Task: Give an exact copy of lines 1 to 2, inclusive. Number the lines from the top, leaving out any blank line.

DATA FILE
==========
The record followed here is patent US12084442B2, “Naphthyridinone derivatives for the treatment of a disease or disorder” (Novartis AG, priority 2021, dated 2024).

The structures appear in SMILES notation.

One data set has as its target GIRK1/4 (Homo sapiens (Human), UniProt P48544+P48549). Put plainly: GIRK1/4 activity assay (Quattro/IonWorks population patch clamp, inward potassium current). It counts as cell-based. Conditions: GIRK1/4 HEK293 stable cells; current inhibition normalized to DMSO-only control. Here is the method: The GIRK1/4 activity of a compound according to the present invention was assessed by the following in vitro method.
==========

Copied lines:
The record followed here is patent US12084442B2, “Naphthyridinone derivatives for the treatment of a disease or disorder” (Novartis AG, priority 2021, dated 2024).

The structures appear in SMILES notation.